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Melchior

Ugly fonts....which ones do you hate?

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Melchior

I'll start with Melior and Garamond. Not to mention, Helvetica (and most sans-serif faces).

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George Thomas

That's a subjective topic. I guess I must, deep down, intensely dislike some fonts because when I see them used in some situations my blood pressure goes up, but there are any number that I do like which I've seen other people say they hate. So, like politics and religion, it's better to not talk about it. Beauty, as well as utility, is in the eye of the beholder.

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Melchior
1 hour ago, George Thomas said:

That's a subjective topic. I guess I must, deep down, intensely dislike some fonts because when I see them used in some situations my blood pressure goes up, but there are any number that I do like which I've seen other people say they hate. So, like politics and religion, it's better to not talk about it. Beauty, as well as utility, is in the eye of the beholder.

Any time I see Egyptian or or slab serif fonts being used, I know I am being lied to.

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rampageraptor

Can't say I hate any particular typefaces—including those which are popular to hate on (Helvetica, Comic Sans, &c.—but instead focus on questionable uses of them.

I will say, though, I have a particular affinity for certain fonts (slab serifs rank highly among them) and rarely use others (Helvetica, Proxima Nova/Gotham/Kessel), preferring instead to select a less–ubiquitous face. So strictly speaking, I don't really like Helvetica, I just prefer what I think are better/less represented sans serifs.

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So, like politics and religion, it's better not to talk about it. Beauty, as well as utility, is in the eye of the beholder.

I've learned to appreciate the 'heart' in what a lot of people consider 'bad design.'

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Melchior

Well, some fonts just look so dated (modernist stuff from the 30s, and Melior from the 60s). Aldus has aged rather well, as has Trajanus. Sans-serif typefaces should never be used for books (except at large sizes in art-books or anything along those lines). Zapf made some very bad fonts, but Aldus is one of the all-time greats!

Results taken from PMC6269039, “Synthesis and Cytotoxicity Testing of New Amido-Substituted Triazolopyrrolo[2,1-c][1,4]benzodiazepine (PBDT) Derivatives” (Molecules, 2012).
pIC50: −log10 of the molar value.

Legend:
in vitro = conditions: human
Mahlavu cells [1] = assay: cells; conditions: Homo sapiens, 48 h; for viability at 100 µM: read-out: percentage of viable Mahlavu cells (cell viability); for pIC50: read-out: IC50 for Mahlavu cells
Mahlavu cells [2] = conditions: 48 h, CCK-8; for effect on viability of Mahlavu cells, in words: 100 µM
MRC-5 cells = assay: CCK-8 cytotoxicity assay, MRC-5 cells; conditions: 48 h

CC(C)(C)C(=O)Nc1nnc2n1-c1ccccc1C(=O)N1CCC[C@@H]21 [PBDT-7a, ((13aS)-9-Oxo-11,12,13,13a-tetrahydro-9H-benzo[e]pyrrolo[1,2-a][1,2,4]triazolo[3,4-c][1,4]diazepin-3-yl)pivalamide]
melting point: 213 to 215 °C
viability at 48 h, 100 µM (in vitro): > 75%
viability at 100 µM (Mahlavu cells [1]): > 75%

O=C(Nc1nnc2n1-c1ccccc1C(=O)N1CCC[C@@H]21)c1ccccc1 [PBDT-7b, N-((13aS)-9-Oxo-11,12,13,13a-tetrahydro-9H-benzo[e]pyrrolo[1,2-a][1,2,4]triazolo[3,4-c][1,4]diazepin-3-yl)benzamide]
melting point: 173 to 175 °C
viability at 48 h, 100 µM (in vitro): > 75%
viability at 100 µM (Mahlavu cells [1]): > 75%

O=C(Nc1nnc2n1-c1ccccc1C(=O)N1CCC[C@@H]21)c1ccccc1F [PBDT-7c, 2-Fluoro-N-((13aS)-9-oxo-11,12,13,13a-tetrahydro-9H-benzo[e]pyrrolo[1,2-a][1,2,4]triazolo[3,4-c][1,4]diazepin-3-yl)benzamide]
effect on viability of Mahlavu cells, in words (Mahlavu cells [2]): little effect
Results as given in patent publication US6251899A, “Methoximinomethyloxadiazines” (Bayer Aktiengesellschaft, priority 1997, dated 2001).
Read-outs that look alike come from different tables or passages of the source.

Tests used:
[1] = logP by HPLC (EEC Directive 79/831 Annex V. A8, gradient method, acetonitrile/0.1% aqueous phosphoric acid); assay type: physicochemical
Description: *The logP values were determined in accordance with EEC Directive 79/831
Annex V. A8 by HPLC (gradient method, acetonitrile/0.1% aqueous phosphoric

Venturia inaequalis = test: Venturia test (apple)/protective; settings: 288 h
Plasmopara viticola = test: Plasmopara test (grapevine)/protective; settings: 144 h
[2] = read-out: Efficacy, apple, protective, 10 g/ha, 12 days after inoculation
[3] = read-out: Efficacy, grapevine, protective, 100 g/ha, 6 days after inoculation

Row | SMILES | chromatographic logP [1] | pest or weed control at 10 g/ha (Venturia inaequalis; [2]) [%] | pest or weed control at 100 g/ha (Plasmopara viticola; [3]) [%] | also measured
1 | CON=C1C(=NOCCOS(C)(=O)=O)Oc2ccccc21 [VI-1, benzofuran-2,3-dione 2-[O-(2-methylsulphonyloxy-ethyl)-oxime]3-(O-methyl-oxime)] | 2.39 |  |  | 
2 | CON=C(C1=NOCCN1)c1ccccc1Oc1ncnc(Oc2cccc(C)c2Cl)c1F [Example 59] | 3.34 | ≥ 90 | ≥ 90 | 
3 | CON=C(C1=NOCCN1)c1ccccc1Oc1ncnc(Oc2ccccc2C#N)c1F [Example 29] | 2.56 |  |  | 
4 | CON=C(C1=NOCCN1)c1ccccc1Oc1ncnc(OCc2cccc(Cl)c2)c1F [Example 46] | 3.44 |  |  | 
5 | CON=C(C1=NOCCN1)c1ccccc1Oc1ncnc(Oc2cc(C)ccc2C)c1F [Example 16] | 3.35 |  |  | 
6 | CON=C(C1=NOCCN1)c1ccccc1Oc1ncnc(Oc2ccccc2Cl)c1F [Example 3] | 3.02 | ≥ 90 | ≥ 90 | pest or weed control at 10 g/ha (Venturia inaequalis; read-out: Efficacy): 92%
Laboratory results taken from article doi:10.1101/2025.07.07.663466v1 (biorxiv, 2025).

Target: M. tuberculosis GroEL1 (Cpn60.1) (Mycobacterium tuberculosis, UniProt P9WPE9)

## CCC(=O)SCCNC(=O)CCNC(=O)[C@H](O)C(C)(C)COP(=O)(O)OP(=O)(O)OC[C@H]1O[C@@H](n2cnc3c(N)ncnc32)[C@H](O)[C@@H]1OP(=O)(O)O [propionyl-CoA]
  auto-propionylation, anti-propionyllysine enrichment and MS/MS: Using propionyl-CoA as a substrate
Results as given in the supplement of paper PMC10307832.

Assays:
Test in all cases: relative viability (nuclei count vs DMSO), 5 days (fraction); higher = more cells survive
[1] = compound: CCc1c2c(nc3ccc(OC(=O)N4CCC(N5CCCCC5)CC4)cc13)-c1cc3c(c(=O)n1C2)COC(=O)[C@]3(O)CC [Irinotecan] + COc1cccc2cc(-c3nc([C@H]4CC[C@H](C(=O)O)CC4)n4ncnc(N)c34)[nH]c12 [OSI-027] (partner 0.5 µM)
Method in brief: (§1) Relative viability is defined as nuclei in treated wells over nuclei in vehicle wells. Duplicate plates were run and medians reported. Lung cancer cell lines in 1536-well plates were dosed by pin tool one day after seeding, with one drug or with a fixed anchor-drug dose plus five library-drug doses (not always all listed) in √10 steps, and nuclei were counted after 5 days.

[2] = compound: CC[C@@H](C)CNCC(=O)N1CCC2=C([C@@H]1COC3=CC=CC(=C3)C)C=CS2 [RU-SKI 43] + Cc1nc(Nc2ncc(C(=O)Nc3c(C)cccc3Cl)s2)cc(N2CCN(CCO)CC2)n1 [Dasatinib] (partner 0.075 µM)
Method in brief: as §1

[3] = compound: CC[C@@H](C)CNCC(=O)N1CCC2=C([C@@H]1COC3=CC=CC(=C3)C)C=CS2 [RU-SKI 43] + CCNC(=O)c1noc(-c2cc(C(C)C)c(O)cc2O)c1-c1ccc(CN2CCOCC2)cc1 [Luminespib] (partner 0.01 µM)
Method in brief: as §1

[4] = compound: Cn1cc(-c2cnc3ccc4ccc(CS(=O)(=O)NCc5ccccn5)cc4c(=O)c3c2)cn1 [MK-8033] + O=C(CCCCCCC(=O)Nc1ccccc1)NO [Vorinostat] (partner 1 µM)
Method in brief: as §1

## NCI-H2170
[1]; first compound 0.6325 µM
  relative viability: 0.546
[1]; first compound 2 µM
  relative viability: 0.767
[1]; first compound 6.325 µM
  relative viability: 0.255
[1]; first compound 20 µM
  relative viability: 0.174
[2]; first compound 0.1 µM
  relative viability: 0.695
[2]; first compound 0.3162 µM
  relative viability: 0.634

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rampageraptor

Indeed, Aldus is one of those timeless designs, but I find its proportions to be a little dated and too conservative (I tend to prefer serif fonts with larger x-heights than Garamonds). I agree a lot of modernist stuff tends to look dated as well, but I would caution against disqualifying such designs wholesale. Optima (1958) is a good one, being designed for the display and paragraph contexts. Akzidenz Grotesk is old (1898) but has enough quirks compared to today's sans faces that I often use it where others might use Helvetica simply because I think it's more interesting. I also see it used frequently at text size in books with success.

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Melchior

I'm not sure what you are describing by 'its proportions to be a little dated and too conservative'. I prefer smaller x-heights (I am reading a book right now set in some horrid Garamond that is too light, and whose x-height is too great). Try to get hold of Aldus BQ, not Aldus Roman (Linotype).

The Aldus Nova released about 10 years ago is a disaster. It hardly differs from Palatino Nova at all! See attached comparison between Aldus BQ (Berthold) and Aldus Roman (Linotype).

 

 

Aldus Comparison.pdf

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rampageraptor

By dated and conservative, I refer to the low x-heights and slanted axis characteristic of old-style typeface designs. Compare to transitional and many contemporary serif faces, whose x-heights tend to be larger than old-style, and the axis is more likely vertical than slanted. Don't get me wrong, I'm not saying Aldus is a bad or unattractive typeface, just a matter of personal preference.

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It hardly differs from Palatino Nova at all!

My understanding is that Aldus was designed not to be so different from Palatino, only to compliment it as Zapf felt the latter was a display font and the former worked better as a "workhorse" text font.

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Melchior

I am not sure I made myself clear here: I am talking about Aldus Nova and Palatino Nova, from about 10 years ago. The attached file shows the original Palatino (1949), original Aldus (1953?), and Aldus Nova (2007). The proportions of original Palatino and Aldus are very similar, with two exceptions: the capitals vary in width more in Palatino (M is very wide, while E is narrow) than in Aldus, and the letters show less contrast.

Aldus-Palatino Comparison.pdf

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